Instead, they drill a U-shaped “loop” into the ground, which returns to the surface several kilometres away. A pipe containing a special, heat-conductive liquid goes down the loop, which then conveys heat back up to the exit point, allowing power to be directly harvested. The project could deliver up to 5MW - which is more than enough for a small town like Carmacks.

The company calls these installations “Eavor-Loops”. Crucially, their surface footprint is only about the size of a large house.


So how could this be applied to the First Nation? The region showed some interest in the project this year, and a body was set up to build an Eavor-Loop in Carmacks. Test drilling is now underway. It’s a solution that Eavor Technologies CEO John Redfern believes can resonate with many First Nations.

“If you're a First Nation, what is your most cherished, cherished resource?” he asks. “It's your land. Now, do you want [to cover] your land with a bunch of windmills and solar panels? Or do you want to keep the Yukon looking the way it has for millennia?”

With their solution, he says, you don't see any difference. “The other interesting thing is, the colder it is, the more power we produce,” notes Redfern, as chilly ambient temperatures ensure strong returns.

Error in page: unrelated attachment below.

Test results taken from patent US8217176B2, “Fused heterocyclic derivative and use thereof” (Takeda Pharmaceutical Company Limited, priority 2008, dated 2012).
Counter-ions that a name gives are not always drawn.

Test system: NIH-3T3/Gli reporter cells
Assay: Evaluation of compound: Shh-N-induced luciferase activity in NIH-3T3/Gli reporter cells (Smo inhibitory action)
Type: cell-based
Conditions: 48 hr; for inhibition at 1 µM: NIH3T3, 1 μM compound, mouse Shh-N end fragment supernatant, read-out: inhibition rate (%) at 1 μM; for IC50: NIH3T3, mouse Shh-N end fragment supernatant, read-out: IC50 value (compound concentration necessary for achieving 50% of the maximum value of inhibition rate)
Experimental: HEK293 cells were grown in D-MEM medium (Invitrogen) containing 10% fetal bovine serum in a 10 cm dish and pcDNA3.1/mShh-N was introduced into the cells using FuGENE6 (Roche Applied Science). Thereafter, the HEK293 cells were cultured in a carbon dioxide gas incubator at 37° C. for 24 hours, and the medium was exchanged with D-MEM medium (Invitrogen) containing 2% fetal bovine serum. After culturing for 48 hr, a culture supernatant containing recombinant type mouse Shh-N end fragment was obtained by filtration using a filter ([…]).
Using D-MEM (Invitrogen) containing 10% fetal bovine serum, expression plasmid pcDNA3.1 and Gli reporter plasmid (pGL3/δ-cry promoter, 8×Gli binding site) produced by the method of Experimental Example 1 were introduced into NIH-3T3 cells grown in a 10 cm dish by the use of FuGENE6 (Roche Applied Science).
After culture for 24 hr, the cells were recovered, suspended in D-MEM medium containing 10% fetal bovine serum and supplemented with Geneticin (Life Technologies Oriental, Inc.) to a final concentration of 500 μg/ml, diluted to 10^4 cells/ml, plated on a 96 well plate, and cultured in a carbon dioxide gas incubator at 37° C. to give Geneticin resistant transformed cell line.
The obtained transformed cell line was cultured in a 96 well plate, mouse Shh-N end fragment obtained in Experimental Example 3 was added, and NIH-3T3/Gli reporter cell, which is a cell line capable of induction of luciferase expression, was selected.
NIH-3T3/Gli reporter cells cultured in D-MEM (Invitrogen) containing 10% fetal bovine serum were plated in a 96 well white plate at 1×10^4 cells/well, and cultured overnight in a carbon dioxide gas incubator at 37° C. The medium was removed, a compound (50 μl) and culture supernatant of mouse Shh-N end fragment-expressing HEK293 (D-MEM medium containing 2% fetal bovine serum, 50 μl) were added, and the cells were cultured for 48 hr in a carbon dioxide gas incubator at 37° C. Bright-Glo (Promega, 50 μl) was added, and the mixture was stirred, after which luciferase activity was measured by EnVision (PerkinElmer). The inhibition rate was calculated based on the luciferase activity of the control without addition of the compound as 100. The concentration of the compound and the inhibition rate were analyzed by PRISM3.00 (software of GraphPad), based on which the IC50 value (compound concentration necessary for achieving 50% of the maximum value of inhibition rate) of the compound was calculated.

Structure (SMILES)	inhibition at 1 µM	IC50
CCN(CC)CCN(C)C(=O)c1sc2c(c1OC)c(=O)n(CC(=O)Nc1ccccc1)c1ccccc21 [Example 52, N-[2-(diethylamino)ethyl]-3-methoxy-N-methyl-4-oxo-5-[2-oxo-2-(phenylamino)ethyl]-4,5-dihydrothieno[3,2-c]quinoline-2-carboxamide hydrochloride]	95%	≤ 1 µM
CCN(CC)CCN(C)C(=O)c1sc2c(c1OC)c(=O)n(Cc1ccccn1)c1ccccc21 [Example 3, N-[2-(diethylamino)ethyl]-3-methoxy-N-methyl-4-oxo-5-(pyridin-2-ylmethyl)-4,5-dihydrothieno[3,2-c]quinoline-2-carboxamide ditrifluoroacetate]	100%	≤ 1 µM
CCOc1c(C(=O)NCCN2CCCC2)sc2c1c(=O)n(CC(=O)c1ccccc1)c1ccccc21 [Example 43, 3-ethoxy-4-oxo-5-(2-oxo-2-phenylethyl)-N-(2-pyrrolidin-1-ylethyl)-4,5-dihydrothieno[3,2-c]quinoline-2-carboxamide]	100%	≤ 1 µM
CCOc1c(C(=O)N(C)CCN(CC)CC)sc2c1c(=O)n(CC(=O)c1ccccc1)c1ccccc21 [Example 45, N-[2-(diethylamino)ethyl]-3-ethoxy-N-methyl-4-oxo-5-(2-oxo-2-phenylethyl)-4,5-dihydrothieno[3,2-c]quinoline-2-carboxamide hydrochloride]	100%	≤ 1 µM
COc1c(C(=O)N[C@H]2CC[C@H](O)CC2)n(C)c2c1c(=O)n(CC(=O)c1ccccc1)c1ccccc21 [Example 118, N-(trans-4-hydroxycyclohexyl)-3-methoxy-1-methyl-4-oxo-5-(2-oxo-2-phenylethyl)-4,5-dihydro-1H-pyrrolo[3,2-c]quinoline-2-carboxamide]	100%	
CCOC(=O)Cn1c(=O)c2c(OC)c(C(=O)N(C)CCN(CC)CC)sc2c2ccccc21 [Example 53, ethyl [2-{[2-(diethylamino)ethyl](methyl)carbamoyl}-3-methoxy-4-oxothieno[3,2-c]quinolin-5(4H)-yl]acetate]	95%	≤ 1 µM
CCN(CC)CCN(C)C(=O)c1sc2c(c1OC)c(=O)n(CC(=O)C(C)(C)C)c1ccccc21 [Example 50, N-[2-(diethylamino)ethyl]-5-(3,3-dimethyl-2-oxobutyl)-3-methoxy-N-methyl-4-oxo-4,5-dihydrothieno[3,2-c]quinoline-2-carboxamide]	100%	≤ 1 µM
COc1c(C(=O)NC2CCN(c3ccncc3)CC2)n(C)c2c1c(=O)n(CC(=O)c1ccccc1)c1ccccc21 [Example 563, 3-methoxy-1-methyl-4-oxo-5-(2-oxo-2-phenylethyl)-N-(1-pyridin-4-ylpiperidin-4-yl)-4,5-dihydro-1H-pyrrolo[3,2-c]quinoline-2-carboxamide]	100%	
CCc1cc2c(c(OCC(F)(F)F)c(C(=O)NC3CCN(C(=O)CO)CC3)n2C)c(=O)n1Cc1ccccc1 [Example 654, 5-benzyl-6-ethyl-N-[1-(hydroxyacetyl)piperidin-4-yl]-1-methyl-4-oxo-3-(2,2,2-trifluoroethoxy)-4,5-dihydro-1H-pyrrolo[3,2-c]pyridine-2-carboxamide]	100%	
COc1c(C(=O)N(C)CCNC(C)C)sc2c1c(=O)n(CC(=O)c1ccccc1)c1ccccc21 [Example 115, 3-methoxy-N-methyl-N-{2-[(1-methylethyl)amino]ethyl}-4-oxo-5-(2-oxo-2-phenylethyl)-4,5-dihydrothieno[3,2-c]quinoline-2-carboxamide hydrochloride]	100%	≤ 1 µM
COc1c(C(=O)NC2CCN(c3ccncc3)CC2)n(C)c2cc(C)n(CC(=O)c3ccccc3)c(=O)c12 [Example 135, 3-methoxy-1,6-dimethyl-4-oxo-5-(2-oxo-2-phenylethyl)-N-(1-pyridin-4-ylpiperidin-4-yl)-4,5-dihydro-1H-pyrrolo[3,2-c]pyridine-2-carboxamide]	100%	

Yukon Quest / Whitney McLaren
Yukon Quest Dog RaceYukon Quest / Whitney McLaren

A greener future built on oil tech

The true irony is that Eavor uses drilling technology perfected by the fracking sector to deliver clean energy.

“We’re riding on the coat-tails of the fracking revolution,” admits Redfern. “They learned to drill fast. Wells at the start of that revolution that would have taken three months, take eight days now.”


Eavor’s loop-drilling has clear applications in places like the Arctic, where solar and wind power are constricted by harsh conditions, but also in energy-hungry but small urban states like Singapore, where space is limited. The company leans into that lack of visual impact.

“All our posts on Instagram are pictures of empty fields. So it's a little tongue-in-cheek, but you know, those are the facts,” says Redfern.

Innovative geothermal firms like Eavor could be competitive in the green energy transition, but like the dog race that winds through Carmacks every year, theirs will be a huge challenge. International wind and solar firms are proven, profitable, and have a big head-start.

Eavor Technologies
Eavor’s Eavor-Lite demonstration project in Rocky Mountain House, ABEavor Technologies

“Energy transitions take time,” notes Redfern. “They’re big, they’re heavy, and there’s lots of regulatory aspects. Our whole business plan is to ring-fence this category of geothermal and make it our own.”

First, the technology will need to prove itself. Eavor recently announced a major collaboration in Bavaria, Germany, where the technology will be used to rescue a 12 year old, traditional geothermal project that failed.

“I don’t mind sharing the space,” says Redfern. “I don’t want to replace wind or solar, but I want to be recognised as a legitimate, significant share of that mix, and starting from zero…that’s a great position to be in.”